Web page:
Halden Hound

Halden dog, Haldenstøver

The Halden Hound is very rare outside his native Norway. He is less popular than his two other Norwegian counterparts, the Hygen and Dunker. However, he has good hunting and companion qualities as long as the master is athletic and single without children.

Height 50 to 60 cm
Weight 20 to 29 kg
Life expectancy 12 to 13 years
Home country Norway

Quick Overview of the Halden Hound


  • Calm and kind
  • Quiet
  • Solitary
  • Does not really appreciate children


  • Proud and strong physique
  • No heaviness and very elegant
  • Straight and very dense rough coat
  • Ears lying forward


  • Hardly ever sick
  • Exercise is essential for his good health

Temperament of the Halden Hound

Calm, gentle and quiet, the Halden Hound is an excellent hunter and good companion dog, but he is also a solitary that does not particularly appreciate children or strangers.

Not a pack or family dog, he works alone. He is fast and persistent when hunting but calm and quiet at home. He therefore needs a good education to learn how to socialize.

It is preferable to use him alone when hunting because he does not work in a pack. Same thing in family, he prefers single to big families.

He is not very tolerant of children and prefers to be totally alone with his master. He is a one-man dog.

As for hunting, the Halden Hound is trained for one type of game and will always stick to it without ever changing. He is made that way and can't do otherwise.

Breed Appearance

halden hound

The appearance of the Halden Hound is reminiscent of the Beagle in shape and color.


Between 52 and 60 cm (20.47 to 23.62 inches) for the male
Between 50 and 58 cm (19.69 to 22.83 inches) for the female


Between 23 and 29 kg (50.71 to 63.93 pounds) for the male
Between 20 and 25 kg (44.09 to 55.12 pounds) for the female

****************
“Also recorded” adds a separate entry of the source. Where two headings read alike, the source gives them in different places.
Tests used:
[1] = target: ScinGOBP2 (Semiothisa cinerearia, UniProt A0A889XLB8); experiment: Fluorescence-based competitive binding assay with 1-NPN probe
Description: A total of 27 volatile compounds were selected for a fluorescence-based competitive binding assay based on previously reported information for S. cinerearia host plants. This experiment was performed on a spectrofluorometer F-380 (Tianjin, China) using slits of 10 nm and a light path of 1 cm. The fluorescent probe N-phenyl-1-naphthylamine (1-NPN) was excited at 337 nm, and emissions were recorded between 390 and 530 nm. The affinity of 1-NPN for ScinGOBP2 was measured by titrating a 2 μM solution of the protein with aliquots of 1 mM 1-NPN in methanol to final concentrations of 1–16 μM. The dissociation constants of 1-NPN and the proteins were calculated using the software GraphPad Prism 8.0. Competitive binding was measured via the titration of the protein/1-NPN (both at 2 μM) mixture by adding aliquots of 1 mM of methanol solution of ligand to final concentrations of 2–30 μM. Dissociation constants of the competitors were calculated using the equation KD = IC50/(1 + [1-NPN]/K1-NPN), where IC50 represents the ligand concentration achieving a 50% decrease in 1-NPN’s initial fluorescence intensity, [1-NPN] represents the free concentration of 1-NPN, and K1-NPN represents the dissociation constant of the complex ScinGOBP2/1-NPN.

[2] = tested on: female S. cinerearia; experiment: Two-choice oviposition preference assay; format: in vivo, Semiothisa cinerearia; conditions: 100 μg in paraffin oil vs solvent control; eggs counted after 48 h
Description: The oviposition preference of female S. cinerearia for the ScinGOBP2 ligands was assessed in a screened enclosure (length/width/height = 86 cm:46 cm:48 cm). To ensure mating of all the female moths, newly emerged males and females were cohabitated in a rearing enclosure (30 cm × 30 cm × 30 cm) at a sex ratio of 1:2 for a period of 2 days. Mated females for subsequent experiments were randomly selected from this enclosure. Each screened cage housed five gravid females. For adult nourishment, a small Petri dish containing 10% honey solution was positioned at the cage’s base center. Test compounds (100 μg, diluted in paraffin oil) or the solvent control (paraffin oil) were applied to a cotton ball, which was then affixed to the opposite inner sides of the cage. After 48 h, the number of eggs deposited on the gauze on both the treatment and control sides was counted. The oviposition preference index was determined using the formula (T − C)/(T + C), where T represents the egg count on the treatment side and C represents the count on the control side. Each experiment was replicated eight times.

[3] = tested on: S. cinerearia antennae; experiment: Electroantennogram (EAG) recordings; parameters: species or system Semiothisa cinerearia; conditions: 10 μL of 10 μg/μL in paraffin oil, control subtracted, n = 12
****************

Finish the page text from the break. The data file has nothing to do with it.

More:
His coat is white with black patches and small paler spots on the limbs and head.


His rough coat is straight and very tight and has a thick undercoat.


His head is slightly dome-shaped. His calm eyes are medium size and dark brown. His ears are set forward and usually reach the muzzle. His nose is completely black. His thick tail is rather low and medium height reaching almost down to the hock.

According to the FCI breeds nomenclature, this breed belongs to group 6, section 1 and is #267

Tips About this breed

The Halden Hound is an athletic dog and because his need for exercise is huge, he must be able to enjoy the great outdoors on a daily basis.

The education of the Halden Hound must be firm and determined, but his natural independence will remain despite a good early education.

Health of the Halden Hound

Robust and almost never sick, the Halden Hound is very strong. Despite his short coat, he is hardy and can withstand snow and cold without any issue. Exercise is essential to his health.


His ears are to be watched and his dress can be brushed regularly.

History of this breed

Originally from Norway, more precisely from the Halden region in the South of the country, breeding of the Halden Hound is said to have begun around 1860.

Hans Larsen Bisseberg, farmer, is said to have started the first known breeding in Norway's Ostfold County.

Later, the breeds obtained by this first breeding, named Ankerstover and Haldenstover, were probably crossed with Beagles, Foxhounds and Harriers and provided the Halden Hound as we know him today.

Having almost disappeared at one point, a few passionate Norwegian breeders managed to save the breed.

It was not until the 1950s that he finally received his first official standard. However, the Halden Hound remains virtually unknown outside Norway.

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